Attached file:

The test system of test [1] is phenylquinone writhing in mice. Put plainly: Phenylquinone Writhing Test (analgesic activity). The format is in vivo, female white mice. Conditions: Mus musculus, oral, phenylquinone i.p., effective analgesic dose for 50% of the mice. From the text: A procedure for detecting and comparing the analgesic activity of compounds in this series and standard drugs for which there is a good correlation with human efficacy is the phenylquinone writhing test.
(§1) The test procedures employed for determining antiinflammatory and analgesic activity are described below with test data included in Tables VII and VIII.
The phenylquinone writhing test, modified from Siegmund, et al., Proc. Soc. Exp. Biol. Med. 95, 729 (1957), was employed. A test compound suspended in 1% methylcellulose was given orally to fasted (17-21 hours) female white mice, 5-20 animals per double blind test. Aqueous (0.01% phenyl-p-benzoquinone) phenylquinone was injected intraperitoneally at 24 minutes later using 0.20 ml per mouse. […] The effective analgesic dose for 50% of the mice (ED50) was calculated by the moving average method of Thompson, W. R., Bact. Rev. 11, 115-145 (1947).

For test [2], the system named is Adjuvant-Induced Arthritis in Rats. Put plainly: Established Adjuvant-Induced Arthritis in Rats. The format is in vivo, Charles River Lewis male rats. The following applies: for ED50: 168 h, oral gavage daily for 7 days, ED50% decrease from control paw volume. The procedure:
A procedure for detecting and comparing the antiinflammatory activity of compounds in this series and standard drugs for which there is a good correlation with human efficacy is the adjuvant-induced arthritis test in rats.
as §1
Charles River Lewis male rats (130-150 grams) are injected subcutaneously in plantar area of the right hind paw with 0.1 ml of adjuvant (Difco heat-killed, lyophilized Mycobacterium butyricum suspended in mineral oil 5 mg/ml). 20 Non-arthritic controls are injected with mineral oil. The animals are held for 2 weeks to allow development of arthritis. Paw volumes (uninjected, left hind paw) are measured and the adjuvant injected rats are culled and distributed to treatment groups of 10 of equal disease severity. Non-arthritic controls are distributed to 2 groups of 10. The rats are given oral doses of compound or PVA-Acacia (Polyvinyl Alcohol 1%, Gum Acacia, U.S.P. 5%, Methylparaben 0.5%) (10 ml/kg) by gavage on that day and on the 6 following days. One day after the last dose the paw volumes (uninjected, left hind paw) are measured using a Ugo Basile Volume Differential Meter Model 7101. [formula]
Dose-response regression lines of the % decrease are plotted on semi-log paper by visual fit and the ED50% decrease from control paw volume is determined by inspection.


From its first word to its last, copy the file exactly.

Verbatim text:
The test system of test [1] is phenylquinone writhing in mice. Put plainly: Phenylquinone Writhing Test (analgesic activity). The format is in vivo, female white mice. Conditions: Mus musculus, oral, phenylquinone i.p., effective analgesic dose for 50% of the mice. From the text: A procedure for detecting and comparing the analgesic activity of compounds in this series and standard drugs for which there is a good correlation with human efficacy is the phenylquinone writhing test.
(§1) The test procedures employed for determining antiinflammatory and analgesic activity are described below with test data included in Tables VII and VIII.
The phenylquinone writhing test, modified from Siegmund, et al., Proc. Soc. Exp. Biol. Med. 95, 729 (1957), was employed. A test compound suspended in 1% methylcellulose was given orally to fasted (17-21 hours) female white mice, 5-20 animals per double blind test. Aqueous (0.01% phenyl-p-benzoquinone) phenylquinone was injected intraperitoneally at 24 minutes later using 0.20 ml per mouse. […] The effective analgesic dose for 50% of the mice (ED50) was calculated by the moving average method of Thompson, W. R., Bact. Rev. 11, 115-145 (1947).

For test [2], the system named is Adjuvant-Induced Arthritis in Rats. Put plainly: Established Adjuvant-Induced Arthritis in Rats. The format is in vivo, Charles River Lewis male rats. The following applies: for ED50: 168 h, oral gavage daily for 7 days, ED50% decrease from control paw volume. The procedure:
A procedure for detecting and comparing the antiinflammatory activity of compounds in this series and standard drugs for which there is a good correlation with human efficacy is the adjuvant-induced arthritis test in rats.
as §1
Charles River Lewis male rats (130-150 grams) are injected subcutaneously in plantar area of the right hind paw with 0.1 ml of adjuvant (Difco heat-killed, lyophilized Mycobacterium butyricum suspended in mineral oil 5 mg/ml). 20 Non-arthritic controls are injected with mineral oil. The animals are held for 2 weeks to allow development of arthritis. Paw volumes (uninjected, left hind paw) are measured and the adjuvant injected rats are culled and distributed to treatment groups of 10 of equal disease severity. Non-arthritic controls are distributed to 2 groups of 10. The rats are given oral doses of compound or PVA-Acacia (Polyvinyl Alcohol 1%, Gum Acacia, U.S.P. 5%, Methylparaben 0.5%) (10 ml/kg) by gavage on that day and on the 6 following days. One day after the last dose the paw volumes (uninjected, left hind paw) are measured using a Ugo Basile Volume Differential Meter Model 7101. [formula]
Dose-response regression lines of the % decrease are plotted on semi-log paper by visual fit and the ED50% decrease from control paw volume is determined by inspection.